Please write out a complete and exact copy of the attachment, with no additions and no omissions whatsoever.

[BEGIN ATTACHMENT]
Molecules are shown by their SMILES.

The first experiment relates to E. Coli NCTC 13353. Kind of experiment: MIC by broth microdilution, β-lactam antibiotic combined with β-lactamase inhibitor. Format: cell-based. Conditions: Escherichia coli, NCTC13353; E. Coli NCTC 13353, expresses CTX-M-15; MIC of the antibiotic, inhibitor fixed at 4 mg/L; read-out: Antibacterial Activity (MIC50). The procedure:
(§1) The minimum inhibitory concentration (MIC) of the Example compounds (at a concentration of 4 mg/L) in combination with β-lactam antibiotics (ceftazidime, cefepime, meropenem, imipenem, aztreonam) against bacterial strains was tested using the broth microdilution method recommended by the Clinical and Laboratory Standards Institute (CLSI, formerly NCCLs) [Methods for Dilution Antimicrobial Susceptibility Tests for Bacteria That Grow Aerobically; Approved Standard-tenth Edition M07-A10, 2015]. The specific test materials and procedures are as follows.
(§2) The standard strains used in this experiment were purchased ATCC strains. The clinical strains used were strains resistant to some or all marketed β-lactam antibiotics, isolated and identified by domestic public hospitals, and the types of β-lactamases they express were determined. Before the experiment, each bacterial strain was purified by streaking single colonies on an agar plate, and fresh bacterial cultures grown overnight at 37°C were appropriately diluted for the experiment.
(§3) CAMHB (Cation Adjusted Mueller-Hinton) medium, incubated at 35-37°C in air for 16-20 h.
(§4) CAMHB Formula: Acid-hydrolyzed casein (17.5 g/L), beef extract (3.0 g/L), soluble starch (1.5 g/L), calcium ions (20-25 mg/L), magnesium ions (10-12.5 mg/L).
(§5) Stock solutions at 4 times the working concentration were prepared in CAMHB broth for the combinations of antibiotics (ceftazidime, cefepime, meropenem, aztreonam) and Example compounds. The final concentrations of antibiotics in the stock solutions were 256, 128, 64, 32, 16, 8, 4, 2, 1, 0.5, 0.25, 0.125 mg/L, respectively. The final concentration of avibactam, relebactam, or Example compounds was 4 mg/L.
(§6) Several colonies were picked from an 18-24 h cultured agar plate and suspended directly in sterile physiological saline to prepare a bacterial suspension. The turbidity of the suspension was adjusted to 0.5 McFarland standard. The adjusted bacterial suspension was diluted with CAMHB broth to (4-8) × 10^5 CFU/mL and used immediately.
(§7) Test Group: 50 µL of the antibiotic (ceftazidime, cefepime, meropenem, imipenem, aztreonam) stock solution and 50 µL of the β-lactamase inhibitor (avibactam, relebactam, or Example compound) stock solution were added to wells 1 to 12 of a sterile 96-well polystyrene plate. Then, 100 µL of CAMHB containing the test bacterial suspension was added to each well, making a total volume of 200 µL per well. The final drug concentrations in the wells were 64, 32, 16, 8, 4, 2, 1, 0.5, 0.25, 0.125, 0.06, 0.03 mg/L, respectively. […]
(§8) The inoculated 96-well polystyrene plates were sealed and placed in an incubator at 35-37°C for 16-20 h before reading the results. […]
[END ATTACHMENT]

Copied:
Molecules are shown by their SMILES.

The first experiment relates to E. Coli NCTC 13353. Kind of experiment: MIC by broth microdilution, β-lactam antibiotic combined with β-lactamase inhibitor. Format: cell-based. Conditions: Escherichia coli, NCTC13353; E. Coli NCTC 13353, expresses CTX-M-15; MIC of the antibiotic, inhibitor fixed at 4 mg/L; read-out: Antibacterial Activity (MIC50). The procedure:
(§1) The minimum inhibitory concentration (MIC) of the Example compounds (at a concentration of 4 mg/L) in combination with β-lactam antibiotics (ceftazidime, cefepime, meropenem, imipenem, aztreonam) against bacterial strains was tested using the broth microdilution method recommended by the Clinical and Laboratory Standards Institute (CLSI, formerly NCCLs) [Methods for Dilution Antimicrobial Susceptibility Tests for Bacteria That Grow Aerobically; Approved Standard-tenth Edition M07-A10, 2015]. The specific test materials and procedures are as follows.
(§2) The standard strains used in this experiment were purchased ATCC strains. The clinical strains used were strains resistant to some or all marketed β-lactam antibiotics, isolated and identified by domestic public hospitals, and the types of β-lactamases they express were determined. Before the experiment, each bacterial strain was purified by streaking single colonies on an agar plate, and fresh bacterial cultures grown overnight at 37°C were appropriately diluted for the experiment.
(§3) CAMHB (Cation Adjusted Mueller-Hinton) medium, incubated at 35-37°C in air for 16-20 h.
(§4) CAMHB Formula: Acid-hydrolyzed casein (17.5 g/L), beef extract (3.0 g/L), soluble starch (1.5 g/L), calcium ions (20-25 mg/L), magnesium ions (10-12.5 mg/L).
(§5) Stock solutions at 4 times the working concentration were prepared in CAMHB broth for the combinations of antibiotics (ceftazidime, cefepime, meropenem, aztreonam) and Example compounds. The final concentrations of antibiotics in the stock solutions were 256, 128, 64, 32, 16, 8, 4, 2, 1, 0.5, 0.25, 0.125 mg/L, respectively. The final concentration of avibactam, relebactam, or Example compounds was 4 mg/L.
(§6) Several colonies were picked from an 18-24 h cultured agar plate and suspended directly in sterile physiological saline to prepare a bacterial suspension. The turbidity of the suspension was adjusted to 0.5 McFarland standard. The adjusted bacterial suspension was diluted with CAMHB broth to (4-8) × 10^5 CFU/mL and used immediately.
(§7) Test Group: 50 µL of the antibiotic (ceftazidime, cefepime, meropenem, imipenem, aztreonam) stock solution and 50 µL of the β-lactamase inhibitor (avibactam, relebactam, or Example compound) stock solution were added to wells 1 to 12 of a sterile 96-well polystyrene plate. Then, 100 µL of CAMHB containing the test bacterial suspension was added to each well, making a total volume of 200 µL per well. The final drug concentrations in the wells were 64, 32, 16, 8, 4, 2, 1, 0.5, 0.25, 0.125, 0.06, 0.03 mg/L, respectively. […]
(§8) The inoculated 96-well polystyrene plates were sealed and placed in an incubator at 35-37°C for 16-20 h before reading the results. […]